Uber Technologies Inc UBER-N drivers are not exempt from a U.S. law requiring them to bring work-related legal disputes in private arbitration rather than joining class action lawsuits in court, a U.S. appeals court ruled on Wednesday.
A panel of the Philadelphia-based 3rd U.S. Circuit Court of Appeals said that Uber drivers do not qualify for an exemption from the arbitration law for workers involved in interstate commerce because they rarely cross state lines when transporting passengers.
A San Francisco-based appeals court came to the same conclusion in a 2021 case involving Uber, and an appeals court in Boston that year said Lyft Inc drivers were required to arbitrate legal claims against the company.
Uber and lawyers for the drivers did not immediately respond to requests for comment.
The ruling came in a proposed class action accusing Uber of misclassifying drivers as independent contractors rather than employees, who would be eligible for overtime pay and reimbursements for work-related expenses and who can cost a company up to 30 per cent more than contractors.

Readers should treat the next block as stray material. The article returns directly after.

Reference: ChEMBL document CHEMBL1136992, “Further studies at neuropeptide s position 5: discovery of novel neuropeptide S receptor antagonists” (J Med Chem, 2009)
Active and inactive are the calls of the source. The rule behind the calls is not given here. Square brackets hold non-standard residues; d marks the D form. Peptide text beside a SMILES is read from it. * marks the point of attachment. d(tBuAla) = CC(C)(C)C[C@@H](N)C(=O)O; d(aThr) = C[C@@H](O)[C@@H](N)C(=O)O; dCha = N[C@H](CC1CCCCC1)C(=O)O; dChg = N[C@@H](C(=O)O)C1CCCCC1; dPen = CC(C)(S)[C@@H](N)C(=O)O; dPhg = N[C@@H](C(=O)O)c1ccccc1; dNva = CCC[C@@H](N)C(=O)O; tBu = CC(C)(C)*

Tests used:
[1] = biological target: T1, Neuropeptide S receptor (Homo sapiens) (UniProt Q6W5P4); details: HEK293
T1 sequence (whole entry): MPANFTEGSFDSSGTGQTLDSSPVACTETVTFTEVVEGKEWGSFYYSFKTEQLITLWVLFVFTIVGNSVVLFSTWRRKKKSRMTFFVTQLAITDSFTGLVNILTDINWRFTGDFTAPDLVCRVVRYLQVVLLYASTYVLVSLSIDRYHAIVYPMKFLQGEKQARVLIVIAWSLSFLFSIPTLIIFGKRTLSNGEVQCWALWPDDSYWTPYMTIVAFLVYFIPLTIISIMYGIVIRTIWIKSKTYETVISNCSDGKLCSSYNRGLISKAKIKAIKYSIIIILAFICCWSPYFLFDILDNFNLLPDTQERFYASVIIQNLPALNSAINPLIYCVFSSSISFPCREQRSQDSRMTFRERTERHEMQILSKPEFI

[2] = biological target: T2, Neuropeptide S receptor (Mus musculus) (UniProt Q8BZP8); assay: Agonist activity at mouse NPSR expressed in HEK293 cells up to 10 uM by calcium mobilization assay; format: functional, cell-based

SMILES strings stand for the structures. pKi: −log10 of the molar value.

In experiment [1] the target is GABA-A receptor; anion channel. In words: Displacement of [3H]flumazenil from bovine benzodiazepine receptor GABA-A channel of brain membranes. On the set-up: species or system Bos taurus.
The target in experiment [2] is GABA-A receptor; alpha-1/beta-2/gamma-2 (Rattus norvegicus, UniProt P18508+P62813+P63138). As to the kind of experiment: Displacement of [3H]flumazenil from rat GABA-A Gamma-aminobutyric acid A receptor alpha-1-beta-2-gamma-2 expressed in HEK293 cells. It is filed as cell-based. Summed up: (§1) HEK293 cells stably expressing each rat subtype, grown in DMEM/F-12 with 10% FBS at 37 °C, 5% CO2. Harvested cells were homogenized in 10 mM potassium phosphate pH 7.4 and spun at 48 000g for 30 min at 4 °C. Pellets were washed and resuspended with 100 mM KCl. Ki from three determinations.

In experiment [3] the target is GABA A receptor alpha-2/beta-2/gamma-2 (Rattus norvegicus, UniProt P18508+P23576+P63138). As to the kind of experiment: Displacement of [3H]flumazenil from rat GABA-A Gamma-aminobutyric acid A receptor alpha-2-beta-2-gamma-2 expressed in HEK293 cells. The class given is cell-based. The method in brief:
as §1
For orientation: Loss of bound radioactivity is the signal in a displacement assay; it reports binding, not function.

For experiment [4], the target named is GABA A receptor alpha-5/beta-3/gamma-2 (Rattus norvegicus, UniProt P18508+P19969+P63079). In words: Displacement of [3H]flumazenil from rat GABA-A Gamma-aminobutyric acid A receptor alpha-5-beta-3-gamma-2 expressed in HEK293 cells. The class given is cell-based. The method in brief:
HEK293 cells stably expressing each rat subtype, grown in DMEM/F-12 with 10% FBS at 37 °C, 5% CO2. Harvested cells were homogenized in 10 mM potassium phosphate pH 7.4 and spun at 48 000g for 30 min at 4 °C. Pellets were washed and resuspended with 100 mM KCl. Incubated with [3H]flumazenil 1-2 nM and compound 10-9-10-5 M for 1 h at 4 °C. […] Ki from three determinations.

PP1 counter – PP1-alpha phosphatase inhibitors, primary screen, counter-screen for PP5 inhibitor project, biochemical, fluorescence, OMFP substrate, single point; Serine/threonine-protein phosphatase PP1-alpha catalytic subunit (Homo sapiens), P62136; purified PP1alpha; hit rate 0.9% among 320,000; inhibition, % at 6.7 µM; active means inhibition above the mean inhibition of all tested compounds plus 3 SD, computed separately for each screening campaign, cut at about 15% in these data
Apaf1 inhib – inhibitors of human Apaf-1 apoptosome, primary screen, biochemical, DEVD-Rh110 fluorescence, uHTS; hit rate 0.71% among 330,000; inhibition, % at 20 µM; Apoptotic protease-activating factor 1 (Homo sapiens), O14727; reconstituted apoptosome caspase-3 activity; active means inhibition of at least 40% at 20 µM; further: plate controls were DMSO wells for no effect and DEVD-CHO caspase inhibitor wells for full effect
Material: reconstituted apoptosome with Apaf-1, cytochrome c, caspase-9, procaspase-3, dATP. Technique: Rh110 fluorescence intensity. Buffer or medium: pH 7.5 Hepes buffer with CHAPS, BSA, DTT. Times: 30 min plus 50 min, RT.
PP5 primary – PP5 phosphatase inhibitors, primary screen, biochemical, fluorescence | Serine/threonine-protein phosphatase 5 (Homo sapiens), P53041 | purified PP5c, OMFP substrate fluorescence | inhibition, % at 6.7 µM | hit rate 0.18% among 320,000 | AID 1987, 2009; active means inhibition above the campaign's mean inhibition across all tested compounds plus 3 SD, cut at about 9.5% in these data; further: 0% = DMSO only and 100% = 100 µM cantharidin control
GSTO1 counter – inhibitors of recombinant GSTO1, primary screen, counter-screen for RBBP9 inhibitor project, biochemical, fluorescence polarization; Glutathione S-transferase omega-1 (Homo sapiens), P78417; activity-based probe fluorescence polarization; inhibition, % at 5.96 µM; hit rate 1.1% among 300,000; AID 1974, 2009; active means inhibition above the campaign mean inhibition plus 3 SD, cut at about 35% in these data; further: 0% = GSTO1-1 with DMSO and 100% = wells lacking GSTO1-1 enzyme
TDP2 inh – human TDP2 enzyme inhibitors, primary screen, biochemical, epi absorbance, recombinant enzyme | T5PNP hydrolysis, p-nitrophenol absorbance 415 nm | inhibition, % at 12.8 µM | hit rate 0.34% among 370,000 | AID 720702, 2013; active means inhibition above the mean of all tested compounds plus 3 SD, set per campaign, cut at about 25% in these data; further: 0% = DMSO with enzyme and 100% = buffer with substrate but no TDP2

The Federal Arbitration Act requires the enforcement of agreements to bring employment-related disputes in arbitration rather than court, but exempts transportation workers engaged in interstate commerce. A majority of private-sector U.S. workers, and most Uber drivers, have signed such agreements.
The question of whether the exemption applies to Uber drivers and other gig workers is crucial because it determines whether they can bring large-scale class actions or must individually arbitrate legal claims. Arbitration is often impractical because of the small sums at stake in individual cases.
The 3rd Circuit on Wednesday said evidence presented in the case showed that nearly two-thirds of Uber drivers never cross state lines, and only 2.5 per cent of Uber trips are interstate. Even when drivers do make such trips, it is incidental to their work, the three-judge panel said.
“Take away interstate trips, and the fundamental character of Uber drivers’ work remains the same,” Circuit Judge Anthony Scirica wrote for the court.
The ruling affirmed a New Jersey federal judge’s 2021 decision to send the claims to arbitration.